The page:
Gustav Verduzco and Maria Isabel Lozano’s research conducted among Mexican workers hired in Canada, 16.8% of
the respondents had had a work-related accident which
resulted in musculoskeletal injuries, and 31% of the subjects had suffered from ulcers, stomach diseases, skin disorders, allergies, back problems or muscle pains during
work. Migrants working as farmers in the United States
had also experienced many health problems e.g.: musculoskeletal system disorders, arterial hypertension, infectious
diseases, diabetes, eye diseases, urinary diseases [9].
It is worth mentioning that the above-mentioned health
problems are mainly noticeable during the first months of
the stay in a foreign country, because migrants are characterized by “the lack of orientation, weak ability to use the
health care system, and difficulties in communication in
the medical context”. All foreigners are concerned, also
those who come from cultures similar to the culture of the
host country in terms of language, symbols, or axiology
A group of migrants which is the most vulnerable to
health loss are refugees – people fleeing form persecution
in their native country due to their race, religion, ethnicity,
political beliefs or social group affiliation [11]. It should be
emphasized that refugees constitute a community with nu-
merous health problems even before they arrive in the host
country. Often already before and after the migration, they
have experienced war, tortures, imprisonment, the loss of
the loved ones, prolonged stays at refugee camps, socioeconomic difficulties, etc. These events have affected their
psycho-physical functioning [12]. Refugees struggle not
only with health problems characteristic of voluntary migrants, but they also suffer from posttraumatic stress disorder (PTSD). PTSD is characterized by the following symptoms: recreating the traumatic event some way, for example due to persistent memories, recurring nightmares,
strong anxiety disorders connected with stimuli associated
with the event; constant avoidance of the stimuli associated
with the trauma; reduced overall reactivity; the feeling of
alienation; pessimistic assessment of the future; persisting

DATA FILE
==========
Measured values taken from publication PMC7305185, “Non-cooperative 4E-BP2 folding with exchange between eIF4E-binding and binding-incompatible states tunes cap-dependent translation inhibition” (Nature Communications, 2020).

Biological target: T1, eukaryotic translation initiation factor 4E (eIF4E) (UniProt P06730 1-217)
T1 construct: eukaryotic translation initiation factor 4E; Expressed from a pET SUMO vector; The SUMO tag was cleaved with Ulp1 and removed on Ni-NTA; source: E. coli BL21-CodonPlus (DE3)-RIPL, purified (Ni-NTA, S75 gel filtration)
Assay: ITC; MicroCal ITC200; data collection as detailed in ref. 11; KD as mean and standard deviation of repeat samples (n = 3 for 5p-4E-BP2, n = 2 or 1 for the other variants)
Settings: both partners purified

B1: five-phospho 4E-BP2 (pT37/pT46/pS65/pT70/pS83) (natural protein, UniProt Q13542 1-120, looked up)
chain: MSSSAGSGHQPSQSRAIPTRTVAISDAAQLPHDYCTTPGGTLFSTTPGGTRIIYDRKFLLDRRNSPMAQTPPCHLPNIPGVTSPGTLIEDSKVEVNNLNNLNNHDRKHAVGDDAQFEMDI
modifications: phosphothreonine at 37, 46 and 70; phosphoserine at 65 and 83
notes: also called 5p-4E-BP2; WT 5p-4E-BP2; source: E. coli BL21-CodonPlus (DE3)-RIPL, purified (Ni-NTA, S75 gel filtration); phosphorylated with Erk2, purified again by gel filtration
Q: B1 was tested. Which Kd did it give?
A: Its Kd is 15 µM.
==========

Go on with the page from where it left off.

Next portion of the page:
high level of excitation resulting in sleep disorders, outbursts of anger, problems with concentration, the feeling of
strong distress and impairment of various social or professional functions [13].
In the analysis of migrants’ health, it is worthwhile to
focus on the reasons of its deterioration in exile. Migrants’
weaker psycho-physical functioning is rooted mainly in the
difficulties and dilemmas they have to face once they have
arrived in the host country [14].
A prolonged stay abroad and the accompanying change
of cultural context implies the necessity of developing a lot
of elementary everyday life skills from the very beginning
[15]. Migrants begin to live their life in the society whose
standards and values are unknown to them. They also notice that the knowledge and abilities acquired in their native country are useless or even contradictory to the rules
of functioning in the foreign place [16].
Immigrants in a foreign country experience difficulties
in communication among the host community. The problem is not only the unfamiliarity of the language of the host
country but also the lack of knowledge concerning the
rules of nonverbal and relational communication in the
new culture [17]. As a consequence, ethnocentricity is displayed, which means interpreting other people’s behaviour
from the perspective of one’s own culture [15]. The aforementioned difficulties intensify the level of stress observed
in the host country.
In the course of adaptation, or the process of “acquiring
the qualities, characteristics and abilities enabling to function efficiently in a given, new situation” [18], migrants
frequently experience a culture shock. Culture shock is
defined as “the result of difficulties encountered in the host
country and its essence is experiencing unpleasant emotions which accumulate and result in the deterioration of
the overall state of being, life satisfaction, and consequently the whole human existence” [19]. Culture shock is a
dynamic and active process of handling the change, a
negative reaction to a new culture [17]. This culture shock
is characterized by three different values: sadness caused
by various losses (of home, natural surroundings, people,
language, autonomy, identity), the feeling of stress and fear
as well as an identity crisis [20]. Among other symptoms,
culture shock also involves: boredom with the surrounding,
overall anxiety and distrust, exaggerated reactions to insignificant issues, decreased appetite, avoiding contact with
other people, especially with those outside of one’s culture